Basically it’s a newish app that uses NFC to process info from the chip in your (post 2006) UK passport. Who has done this, and why? Well,…
It seems it was developed by Home Office staff themselves (UK Identity and Passport Service staff, to be precise), without funding, as a proof of concept for accessing passport info held in the chip.
Bill Ray writes:
The details stored in the chip as the same as those visible on the passport, so they’re of little value to the holder. Anyone else would need to have possession of the passport to use the facility, which would seem to render it redundant.
Hotels and other institutions often photocopy passports for security, so perhaps they could use the app to take a digital version instead. Checking the digital signature relies less on human faculties than the old-fashioned scrawl, so digital copies could be valuable in picking up forgeries (which was the point of the chip), but that seems a limited market.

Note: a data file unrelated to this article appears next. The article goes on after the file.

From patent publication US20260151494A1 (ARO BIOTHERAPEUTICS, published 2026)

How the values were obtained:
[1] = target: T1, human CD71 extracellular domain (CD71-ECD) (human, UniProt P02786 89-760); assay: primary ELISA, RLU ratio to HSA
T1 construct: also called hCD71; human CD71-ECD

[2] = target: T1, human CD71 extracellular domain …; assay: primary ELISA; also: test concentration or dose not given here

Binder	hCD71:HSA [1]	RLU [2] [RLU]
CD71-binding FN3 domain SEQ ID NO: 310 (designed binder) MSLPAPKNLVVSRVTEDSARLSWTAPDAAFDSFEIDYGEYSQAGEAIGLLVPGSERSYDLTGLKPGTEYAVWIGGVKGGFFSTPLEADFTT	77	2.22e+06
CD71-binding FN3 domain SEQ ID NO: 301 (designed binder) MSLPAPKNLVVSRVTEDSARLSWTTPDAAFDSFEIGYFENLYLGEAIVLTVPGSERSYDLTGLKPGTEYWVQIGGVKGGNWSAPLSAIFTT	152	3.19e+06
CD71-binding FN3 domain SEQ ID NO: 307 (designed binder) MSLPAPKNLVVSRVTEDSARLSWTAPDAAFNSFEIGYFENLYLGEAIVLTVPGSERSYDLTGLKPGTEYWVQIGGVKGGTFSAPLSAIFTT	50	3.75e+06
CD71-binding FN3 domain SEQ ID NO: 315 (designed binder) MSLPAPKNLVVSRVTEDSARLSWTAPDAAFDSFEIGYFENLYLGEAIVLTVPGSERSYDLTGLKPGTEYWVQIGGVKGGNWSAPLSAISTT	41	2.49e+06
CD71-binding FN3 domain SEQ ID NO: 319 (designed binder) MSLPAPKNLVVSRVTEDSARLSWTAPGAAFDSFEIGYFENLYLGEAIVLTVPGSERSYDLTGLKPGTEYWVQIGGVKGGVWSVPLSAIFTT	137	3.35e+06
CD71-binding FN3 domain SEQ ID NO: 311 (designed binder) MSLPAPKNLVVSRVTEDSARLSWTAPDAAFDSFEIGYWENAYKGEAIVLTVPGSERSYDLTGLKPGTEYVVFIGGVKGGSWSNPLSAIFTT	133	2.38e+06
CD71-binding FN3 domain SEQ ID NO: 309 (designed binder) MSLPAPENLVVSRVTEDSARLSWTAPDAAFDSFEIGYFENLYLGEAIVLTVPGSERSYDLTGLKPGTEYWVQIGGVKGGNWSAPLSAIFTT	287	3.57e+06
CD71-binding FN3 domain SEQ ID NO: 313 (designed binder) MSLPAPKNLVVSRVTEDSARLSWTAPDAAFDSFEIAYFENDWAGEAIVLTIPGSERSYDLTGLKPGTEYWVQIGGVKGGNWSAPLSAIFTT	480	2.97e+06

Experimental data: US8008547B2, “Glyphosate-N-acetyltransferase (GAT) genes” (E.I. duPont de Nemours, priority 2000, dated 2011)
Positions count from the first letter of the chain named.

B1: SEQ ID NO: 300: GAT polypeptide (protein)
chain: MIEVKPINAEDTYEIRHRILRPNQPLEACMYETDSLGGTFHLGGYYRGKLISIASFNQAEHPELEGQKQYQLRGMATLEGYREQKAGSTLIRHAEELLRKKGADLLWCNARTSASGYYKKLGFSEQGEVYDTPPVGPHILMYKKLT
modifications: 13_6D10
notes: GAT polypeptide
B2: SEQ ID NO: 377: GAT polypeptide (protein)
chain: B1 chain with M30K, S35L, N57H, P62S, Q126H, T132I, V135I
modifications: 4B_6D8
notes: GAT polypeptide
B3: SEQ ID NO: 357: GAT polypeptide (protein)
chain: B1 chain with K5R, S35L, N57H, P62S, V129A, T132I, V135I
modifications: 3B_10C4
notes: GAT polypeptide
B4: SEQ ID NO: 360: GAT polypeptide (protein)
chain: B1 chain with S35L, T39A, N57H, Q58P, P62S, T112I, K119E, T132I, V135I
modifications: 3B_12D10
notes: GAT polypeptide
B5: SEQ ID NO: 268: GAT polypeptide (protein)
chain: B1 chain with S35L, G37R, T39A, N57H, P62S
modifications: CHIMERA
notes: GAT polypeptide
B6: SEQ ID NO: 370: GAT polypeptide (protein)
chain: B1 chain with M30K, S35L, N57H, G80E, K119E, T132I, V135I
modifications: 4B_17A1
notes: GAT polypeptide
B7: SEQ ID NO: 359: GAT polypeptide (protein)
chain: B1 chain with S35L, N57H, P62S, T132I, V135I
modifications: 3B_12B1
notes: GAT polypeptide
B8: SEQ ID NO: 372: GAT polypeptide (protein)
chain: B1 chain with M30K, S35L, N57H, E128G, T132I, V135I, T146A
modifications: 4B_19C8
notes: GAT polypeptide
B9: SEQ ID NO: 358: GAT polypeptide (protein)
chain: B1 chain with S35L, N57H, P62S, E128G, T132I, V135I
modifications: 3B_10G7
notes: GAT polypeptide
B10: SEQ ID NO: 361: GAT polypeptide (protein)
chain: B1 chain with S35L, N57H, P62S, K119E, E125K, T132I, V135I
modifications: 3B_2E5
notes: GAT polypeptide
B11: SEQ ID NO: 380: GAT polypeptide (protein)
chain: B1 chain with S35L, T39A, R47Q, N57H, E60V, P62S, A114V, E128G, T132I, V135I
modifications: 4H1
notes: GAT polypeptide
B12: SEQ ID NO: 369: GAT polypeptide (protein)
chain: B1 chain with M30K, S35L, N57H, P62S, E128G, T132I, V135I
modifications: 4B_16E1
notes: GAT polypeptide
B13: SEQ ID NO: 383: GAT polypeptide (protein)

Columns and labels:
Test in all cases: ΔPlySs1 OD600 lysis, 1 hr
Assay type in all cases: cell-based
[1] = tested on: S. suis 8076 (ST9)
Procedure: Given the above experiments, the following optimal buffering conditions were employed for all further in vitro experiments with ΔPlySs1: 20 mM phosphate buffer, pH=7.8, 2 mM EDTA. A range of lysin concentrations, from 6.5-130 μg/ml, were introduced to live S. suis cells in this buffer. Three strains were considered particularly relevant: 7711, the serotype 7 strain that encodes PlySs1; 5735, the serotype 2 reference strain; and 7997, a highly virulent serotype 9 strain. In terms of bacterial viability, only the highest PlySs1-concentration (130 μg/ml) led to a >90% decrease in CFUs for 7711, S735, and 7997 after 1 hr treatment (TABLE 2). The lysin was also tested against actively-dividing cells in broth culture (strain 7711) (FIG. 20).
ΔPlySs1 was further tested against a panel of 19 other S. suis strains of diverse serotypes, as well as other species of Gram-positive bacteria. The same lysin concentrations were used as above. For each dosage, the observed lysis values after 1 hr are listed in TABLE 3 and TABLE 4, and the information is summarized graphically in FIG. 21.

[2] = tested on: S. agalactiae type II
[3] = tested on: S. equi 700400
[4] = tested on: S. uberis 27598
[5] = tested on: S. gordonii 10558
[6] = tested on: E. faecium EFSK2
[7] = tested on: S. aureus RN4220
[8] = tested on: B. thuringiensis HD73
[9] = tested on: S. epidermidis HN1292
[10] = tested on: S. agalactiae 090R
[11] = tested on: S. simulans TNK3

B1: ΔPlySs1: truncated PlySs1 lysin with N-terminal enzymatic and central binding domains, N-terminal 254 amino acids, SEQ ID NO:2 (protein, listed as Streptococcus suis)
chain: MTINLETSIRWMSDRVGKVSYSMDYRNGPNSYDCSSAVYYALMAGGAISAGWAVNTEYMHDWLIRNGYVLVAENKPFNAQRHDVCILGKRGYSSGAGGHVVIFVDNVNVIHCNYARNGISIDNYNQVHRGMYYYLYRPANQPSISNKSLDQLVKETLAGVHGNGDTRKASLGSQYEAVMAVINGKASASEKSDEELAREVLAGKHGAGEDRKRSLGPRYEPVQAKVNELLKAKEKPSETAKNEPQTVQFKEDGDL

You can read more about the app, and download to experiment if you so wish, at Google Play.
The app description states:
The app was written by the UK’s Identity and Passport Service. Most UK passports issued since 2006 have a chip in them which stores the holder’s photo and all the details which are also on the photo page of the passport. The app will only display the data from the passport chip – it won’t do anything else with it. It is just a passport reader, not a passport checker, so it will not verify that a passport or the passport chip is genuine. The app does not transmit or store any data.
This app is a proof of concept and was built to allow us to explore this technology. We know that there are many things it could do which it does not do, and there are some things it does do which could be done better. The methods it uses to read the chip are public domain.
Note that the app is apparently incompatible with NFC TAGInfo “and possibly other tag readers that start automatically”.
It requires Android 4.0.3 and upwards.